Respect for the rule of law is at ‘breaking point’, the president of Birmingham Law Society has said, as a new survey shows almost a third of people believe it is acceptable to break the law.
The poll of 1,000 members of the public was commissioned by the society in response to the government’s Internal Markets Bill. The results show that 32.5% believe it is acceptable to break the law, with 23% saying they accept the government breaking the law. But a greater proportion (35.5%) thought it acceptable for the UK government to break international law, with a further 24% admitting it depended on the reasons.
More than two-thirds (68.7%) believe that respect for the law has decreased in the last five years.
Inez Brown, president of Birmingham Law Society, said: ‘We commissioned this survey to judge whether the high-profile attacks on the legal system, along with lawbreaking by prominent public figures, including politicians, footballers and government advisers, are having an adverse effect on public’s willingness to abide by the rule of law.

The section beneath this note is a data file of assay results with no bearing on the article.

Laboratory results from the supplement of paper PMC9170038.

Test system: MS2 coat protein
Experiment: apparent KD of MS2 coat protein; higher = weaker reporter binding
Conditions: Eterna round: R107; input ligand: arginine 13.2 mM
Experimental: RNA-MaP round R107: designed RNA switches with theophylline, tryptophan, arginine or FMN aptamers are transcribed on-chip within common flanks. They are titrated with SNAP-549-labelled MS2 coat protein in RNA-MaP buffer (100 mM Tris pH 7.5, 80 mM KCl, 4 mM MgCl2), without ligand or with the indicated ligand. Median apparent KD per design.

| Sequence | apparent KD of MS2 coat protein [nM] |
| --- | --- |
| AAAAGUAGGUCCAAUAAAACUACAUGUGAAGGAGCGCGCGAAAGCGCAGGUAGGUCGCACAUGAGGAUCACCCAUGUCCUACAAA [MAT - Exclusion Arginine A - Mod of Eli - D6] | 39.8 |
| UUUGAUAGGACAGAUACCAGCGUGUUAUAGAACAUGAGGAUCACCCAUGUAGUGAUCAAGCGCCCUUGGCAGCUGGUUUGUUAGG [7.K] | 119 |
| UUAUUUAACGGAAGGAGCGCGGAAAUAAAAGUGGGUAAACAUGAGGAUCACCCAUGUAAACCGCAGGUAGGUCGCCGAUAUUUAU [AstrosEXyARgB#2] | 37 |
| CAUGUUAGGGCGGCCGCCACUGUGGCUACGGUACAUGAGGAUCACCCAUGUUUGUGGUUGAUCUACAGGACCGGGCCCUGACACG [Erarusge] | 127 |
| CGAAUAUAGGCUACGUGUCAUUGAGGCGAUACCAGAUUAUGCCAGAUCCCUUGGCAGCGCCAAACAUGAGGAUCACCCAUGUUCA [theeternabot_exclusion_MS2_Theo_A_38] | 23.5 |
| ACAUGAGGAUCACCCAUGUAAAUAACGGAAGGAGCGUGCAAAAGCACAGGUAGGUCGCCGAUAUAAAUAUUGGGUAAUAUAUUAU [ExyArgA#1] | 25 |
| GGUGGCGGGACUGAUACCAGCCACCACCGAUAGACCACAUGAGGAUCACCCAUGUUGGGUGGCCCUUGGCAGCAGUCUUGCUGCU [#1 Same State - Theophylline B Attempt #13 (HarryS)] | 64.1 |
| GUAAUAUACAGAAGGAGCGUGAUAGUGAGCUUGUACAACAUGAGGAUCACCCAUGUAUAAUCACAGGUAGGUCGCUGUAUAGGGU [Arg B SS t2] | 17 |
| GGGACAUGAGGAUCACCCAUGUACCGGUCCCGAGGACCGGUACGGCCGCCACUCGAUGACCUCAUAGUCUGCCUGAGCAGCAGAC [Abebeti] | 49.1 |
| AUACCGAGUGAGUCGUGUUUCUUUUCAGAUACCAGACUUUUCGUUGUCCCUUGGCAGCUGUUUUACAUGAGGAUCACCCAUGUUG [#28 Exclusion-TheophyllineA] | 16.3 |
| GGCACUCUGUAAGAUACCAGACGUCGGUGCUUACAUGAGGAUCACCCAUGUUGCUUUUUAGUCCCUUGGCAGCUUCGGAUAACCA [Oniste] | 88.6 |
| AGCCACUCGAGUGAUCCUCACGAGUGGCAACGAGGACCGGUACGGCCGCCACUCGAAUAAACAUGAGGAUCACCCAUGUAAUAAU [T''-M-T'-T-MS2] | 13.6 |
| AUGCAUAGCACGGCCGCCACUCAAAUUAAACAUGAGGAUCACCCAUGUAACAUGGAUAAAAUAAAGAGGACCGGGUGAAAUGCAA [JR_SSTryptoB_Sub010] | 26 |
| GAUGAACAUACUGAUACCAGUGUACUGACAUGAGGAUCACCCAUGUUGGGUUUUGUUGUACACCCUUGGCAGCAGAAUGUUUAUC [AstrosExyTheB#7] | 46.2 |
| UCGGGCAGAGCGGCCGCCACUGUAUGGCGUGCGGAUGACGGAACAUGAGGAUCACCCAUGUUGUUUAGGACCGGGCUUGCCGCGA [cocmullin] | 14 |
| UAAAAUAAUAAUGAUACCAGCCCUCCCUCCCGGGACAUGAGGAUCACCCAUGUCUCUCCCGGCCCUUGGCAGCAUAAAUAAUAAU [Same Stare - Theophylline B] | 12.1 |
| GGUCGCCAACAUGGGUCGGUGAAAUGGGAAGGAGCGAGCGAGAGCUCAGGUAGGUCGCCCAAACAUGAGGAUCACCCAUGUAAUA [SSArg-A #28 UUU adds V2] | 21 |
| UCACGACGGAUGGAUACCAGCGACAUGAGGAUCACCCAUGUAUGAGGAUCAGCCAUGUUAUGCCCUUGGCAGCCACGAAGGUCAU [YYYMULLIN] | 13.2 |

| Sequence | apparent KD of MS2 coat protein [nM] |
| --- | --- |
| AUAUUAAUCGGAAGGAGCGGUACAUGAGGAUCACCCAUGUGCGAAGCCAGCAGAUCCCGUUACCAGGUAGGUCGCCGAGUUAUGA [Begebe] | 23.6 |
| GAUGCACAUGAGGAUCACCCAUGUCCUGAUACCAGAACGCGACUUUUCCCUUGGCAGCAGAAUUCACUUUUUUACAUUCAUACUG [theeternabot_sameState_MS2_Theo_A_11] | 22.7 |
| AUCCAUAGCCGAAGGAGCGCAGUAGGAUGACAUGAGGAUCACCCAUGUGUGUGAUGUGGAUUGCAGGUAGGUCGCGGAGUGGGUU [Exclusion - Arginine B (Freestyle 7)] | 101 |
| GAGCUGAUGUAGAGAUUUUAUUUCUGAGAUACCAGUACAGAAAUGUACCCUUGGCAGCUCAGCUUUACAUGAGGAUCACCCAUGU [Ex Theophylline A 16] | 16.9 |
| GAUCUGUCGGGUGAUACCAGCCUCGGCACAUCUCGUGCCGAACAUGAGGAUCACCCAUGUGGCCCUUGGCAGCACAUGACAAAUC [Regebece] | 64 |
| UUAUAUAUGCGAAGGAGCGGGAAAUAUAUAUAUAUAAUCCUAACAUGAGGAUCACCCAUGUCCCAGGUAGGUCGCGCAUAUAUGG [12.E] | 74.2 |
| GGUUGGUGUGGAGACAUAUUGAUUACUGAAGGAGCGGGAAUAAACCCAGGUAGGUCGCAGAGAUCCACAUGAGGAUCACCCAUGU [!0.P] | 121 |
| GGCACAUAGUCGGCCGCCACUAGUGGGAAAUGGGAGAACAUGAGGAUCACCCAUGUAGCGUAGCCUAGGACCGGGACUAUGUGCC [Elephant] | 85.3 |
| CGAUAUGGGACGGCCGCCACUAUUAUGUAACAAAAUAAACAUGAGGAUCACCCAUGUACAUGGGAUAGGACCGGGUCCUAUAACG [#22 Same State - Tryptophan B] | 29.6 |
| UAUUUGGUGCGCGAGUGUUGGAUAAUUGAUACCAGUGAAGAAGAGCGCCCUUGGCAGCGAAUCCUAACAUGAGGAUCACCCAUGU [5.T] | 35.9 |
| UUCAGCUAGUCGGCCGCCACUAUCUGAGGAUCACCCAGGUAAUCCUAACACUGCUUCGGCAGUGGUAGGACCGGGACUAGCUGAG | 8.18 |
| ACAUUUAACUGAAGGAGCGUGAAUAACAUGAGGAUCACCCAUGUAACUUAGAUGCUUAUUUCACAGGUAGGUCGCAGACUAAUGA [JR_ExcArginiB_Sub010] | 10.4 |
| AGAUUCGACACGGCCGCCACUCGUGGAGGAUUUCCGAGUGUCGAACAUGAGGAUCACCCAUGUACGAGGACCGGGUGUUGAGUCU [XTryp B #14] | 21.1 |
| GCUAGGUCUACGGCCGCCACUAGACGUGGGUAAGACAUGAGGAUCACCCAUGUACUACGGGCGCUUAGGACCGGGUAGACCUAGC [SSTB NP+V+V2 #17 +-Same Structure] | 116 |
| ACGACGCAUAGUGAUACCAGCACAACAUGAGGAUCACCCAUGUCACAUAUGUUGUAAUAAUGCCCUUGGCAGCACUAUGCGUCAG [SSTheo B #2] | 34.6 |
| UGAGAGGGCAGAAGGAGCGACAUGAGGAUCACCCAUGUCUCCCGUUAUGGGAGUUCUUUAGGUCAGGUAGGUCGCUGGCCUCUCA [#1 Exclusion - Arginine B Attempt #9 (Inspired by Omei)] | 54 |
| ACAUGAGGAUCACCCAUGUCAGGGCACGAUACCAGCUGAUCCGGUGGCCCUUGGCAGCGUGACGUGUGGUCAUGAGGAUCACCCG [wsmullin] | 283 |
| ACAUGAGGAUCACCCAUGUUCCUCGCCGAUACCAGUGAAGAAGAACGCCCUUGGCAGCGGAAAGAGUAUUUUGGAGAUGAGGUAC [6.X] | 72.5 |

‘The results clearly demonstrate that we are at breaking point and that we must work to re-establish the principle of the rule of law in the minds of the British public.’
Brown said it was important that the public understand there is no ‘middle way’ and that the law should be obeyed regardless of whether you agree with it or not. She conceded this has proven more difficult during lockdown, particularly when people have perceived that high-profile figures have been allowed to break the law, and as the changing restrictions have called some to question why they should still follow the rules.
‘The failure to punish those in the public eye who have broken restrictions could have a ripple effect on the public’s views,’ added Brown.
‘It is up to the entire legal community to come together and work to ensure that the legal system and the rule of law is respected across society. The rule of law is one of the foundations upon which society rests and we must do all in our power to ensure it is protected.’